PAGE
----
Hugo Soto-Martinez, councilmember-elect for Council District 13, and Eunisses Hernandez, councilmember-elect for CD 1, will represent several communities in Northeast L.A. | Photo composition by Mike Mera.

Election 2022: What the City Council vote results mean for Northeast Los Angeles

2022 Editions More News November Politics

By T.A. Hendrickson

Come December, much of Northeast Los Angeles will be represented by two new Los Angeles City Council members. 

Hugo Soto-Martinez, a labor organizer, has unseated incumbent City Council member Mitch O’Farrell in Council District 13, which includes Atwater Village, Elysian Valley and parts of Glassell Park, according to vote tallies released on Tuesday. O’Farrell conceded the race on Tuesday evening.

Eunisses Hernandez, a community organizer and policy advocate, will represent CD 1, which includes most of Highland Park, Mount Washington and parts of Glassell Park. Hernandez defeated incumbent Gil Cedillo in the first round of voting in June.

Soto-Martinez and Hernandez represent a new generation of leaders. Both are millennials (born in the last decades of the 20th century) who have ousted incumbents from the baby-boom generation (born in the mid-20th century).

Soto-Martinez and Hernandez also represent a political left turn for NELA. Both campaigned on limiting the city’s police force by freezing new hires and reorienting its budget toward mental health services and other community needs. On homelessness, they emphasize outreach over anti-camping sweeps. On affordable housing, their focus is on enforcing renters’ rights and increasing the mandatory share of affordable units in new developments.

Politically, Soto-Martinez and Hernandez align closely with the views of Councilmember Nithya Raman, who unseated an incumbent in 2018 to represent the Eastside’s CD 4. Taken together, the trio form a strengthened progressive wing on the City Council.

At the same time, the election has brought victories on the conservative end of the spectrum: Attorney and lobbyist Tim McOsker has won the open seat in the CD 15 Harbor district and attorney Traci Park is running well ahead of her more liberal opponent for the open seat in the Westside’s CD 11.  Occupying the middle ground, attorney Katy Yaroslavsky, a political centrist with expertise in the environment, has won the open seat in the Westside’s CD 5. 

Meanwhile, back in NELA….

As voters in CD 1 and CD 13 opt for new leaders, leadership in NELA’s CD 14 is in disarray, with Councilmember Kevin de León clinging to his seat despite widespread calls for him to resign over his role in the now infamous racist leaked audio. In refusing to resign, De León has said CD 14 needs him to work on its problems, a stance that is at odds with his pariah status on the City Council, within the Democratic party and among many of his constituents. The upshot is that Hernandez and Soto-Martinez have agendas to push forward, coalitions to form and divides to bridge, while De León fights for political relevance.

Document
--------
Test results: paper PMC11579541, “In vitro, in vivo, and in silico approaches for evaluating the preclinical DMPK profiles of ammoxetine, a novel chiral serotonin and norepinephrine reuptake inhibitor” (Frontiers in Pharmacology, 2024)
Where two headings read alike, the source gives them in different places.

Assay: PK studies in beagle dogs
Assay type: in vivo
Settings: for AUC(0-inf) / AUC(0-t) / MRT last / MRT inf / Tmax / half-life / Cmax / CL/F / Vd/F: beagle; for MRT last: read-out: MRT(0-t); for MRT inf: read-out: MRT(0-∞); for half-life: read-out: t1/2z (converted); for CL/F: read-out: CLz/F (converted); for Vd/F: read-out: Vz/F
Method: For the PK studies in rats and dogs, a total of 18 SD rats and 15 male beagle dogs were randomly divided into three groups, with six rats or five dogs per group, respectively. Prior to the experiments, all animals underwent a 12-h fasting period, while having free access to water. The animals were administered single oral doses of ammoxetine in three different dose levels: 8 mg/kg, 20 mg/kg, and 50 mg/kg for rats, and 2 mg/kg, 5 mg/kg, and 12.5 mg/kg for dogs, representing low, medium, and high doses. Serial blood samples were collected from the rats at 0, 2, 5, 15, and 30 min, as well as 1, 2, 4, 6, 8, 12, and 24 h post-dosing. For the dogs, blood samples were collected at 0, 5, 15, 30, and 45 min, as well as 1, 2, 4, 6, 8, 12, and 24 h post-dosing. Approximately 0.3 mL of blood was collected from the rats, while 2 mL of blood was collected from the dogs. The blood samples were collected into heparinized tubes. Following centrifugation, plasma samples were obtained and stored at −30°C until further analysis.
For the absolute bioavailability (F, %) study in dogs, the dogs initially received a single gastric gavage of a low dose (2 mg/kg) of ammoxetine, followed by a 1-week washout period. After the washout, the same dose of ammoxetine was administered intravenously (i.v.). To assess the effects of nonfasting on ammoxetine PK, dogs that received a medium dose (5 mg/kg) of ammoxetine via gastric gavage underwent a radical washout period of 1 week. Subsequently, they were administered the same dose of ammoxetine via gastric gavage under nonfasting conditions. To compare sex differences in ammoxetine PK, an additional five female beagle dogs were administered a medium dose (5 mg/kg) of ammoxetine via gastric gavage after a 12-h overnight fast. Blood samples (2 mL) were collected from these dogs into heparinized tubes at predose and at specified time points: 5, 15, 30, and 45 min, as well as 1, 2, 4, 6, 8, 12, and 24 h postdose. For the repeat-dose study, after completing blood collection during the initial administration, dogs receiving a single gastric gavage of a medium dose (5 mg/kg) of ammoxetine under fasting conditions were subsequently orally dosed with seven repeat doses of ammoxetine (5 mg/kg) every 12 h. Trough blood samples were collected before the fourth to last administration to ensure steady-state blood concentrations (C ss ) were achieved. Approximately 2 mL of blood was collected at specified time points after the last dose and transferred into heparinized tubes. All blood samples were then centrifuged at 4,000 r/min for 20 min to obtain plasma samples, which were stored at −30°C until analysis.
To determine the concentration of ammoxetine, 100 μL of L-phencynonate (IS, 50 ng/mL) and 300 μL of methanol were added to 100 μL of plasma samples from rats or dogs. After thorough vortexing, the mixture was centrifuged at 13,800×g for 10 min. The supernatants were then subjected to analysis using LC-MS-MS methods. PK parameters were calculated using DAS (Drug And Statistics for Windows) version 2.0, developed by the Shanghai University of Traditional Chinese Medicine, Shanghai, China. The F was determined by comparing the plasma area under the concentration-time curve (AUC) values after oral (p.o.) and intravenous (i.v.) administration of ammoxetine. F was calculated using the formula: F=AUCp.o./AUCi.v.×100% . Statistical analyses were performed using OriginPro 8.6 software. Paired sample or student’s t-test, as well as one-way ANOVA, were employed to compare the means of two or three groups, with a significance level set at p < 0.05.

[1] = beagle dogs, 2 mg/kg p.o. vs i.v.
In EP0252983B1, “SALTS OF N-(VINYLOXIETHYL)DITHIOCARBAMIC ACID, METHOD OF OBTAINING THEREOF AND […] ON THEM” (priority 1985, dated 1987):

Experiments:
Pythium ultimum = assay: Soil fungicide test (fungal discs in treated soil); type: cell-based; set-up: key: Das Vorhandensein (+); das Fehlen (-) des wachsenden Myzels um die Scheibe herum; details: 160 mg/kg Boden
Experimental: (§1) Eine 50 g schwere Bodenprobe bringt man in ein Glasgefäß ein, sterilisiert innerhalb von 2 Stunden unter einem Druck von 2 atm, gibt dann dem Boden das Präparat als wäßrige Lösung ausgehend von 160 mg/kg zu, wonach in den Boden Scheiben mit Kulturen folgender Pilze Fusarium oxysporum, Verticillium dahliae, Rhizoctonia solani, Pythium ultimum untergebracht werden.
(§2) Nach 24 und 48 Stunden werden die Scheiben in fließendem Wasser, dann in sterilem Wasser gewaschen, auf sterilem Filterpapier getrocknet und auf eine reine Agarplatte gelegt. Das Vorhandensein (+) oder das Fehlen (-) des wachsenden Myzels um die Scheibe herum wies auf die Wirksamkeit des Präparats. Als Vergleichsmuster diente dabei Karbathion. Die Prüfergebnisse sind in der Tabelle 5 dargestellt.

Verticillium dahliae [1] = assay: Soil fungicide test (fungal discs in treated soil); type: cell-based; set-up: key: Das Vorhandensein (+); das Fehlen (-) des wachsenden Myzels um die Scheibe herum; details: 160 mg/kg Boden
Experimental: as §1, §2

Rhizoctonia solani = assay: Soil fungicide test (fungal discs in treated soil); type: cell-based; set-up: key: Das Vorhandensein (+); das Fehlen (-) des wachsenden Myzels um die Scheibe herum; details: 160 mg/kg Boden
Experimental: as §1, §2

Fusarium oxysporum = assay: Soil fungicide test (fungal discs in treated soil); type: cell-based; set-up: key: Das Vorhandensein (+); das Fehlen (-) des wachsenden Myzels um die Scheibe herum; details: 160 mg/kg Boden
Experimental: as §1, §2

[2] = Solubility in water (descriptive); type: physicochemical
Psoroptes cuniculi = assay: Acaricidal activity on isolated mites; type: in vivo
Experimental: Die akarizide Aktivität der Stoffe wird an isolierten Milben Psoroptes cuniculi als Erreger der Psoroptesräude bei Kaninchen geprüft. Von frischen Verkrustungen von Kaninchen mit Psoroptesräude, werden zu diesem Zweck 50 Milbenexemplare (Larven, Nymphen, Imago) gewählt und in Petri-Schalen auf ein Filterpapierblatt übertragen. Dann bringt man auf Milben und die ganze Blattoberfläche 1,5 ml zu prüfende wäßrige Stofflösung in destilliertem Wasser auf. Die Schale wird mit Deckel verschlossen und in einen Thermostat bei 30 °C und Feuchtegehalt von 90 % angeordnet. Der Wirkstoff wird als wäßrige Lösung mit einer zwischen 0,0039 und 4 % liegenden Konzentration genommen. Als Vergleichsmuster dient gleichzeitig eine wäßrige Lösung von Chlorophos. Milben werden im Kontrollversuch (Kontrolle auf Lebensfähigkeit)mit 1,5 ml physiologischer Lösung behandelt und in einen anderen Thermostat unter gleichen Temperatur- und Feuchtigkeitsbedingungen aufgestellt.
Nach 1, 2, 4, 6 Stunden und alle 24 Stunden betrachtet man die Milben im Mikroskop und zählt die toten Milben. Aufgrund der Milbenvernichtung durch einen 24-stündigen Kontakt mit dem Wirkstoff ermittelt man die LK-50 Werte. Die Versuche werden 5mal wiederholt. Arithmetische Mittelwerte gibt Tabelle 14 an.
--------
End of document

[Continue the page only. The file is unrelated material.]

Some demographic details  

Three female victors in this year’s races – Hernandez, Yaroslavsky and Park (presumptively) – will bring the number of women on the 15-seat City Council to six. (The other three women are Raman, Monica Rodriguez (CD 7) and Heather Hutt (CD 10.) It could have been as many as eight women, but in the weeks before election day, City Council President Nury Martinez (CD 6) resigned in disgrace over the racist leaked audio and CD 15 candidate Danielle Sandoval, who started out strong, ended up losing big when instances of wage theft at a restaurant she once owned came to light.

Two Latino victors in this year’s races – Hernandez and Soto-Martinez – will leave the number of Latino councilmembers at four. There is no net gain because Hernandez is replacing a Latino incumbent (Cedillo) and Soto-Martinez’s win over O’Farrell is offset by the resignation of Nury Martinez. (The other two Latino members of the council are Rodriguez and De León.)  

In all, NELA’s new councilmembers Soto-Martinez and Hernandez will join three other newcomers on the City Council. That’s the most newcomers on the council since 2013.

Amid City Hall scandals that are weighing down NELA – and L.A. at large – the future is at hand.  

T.A. Hendrickson
T.A. Hendrickson, a native of Eagle Rock, is the editor of the Boulevard Sentinel and a former member of the Editorial Board of the New York Times.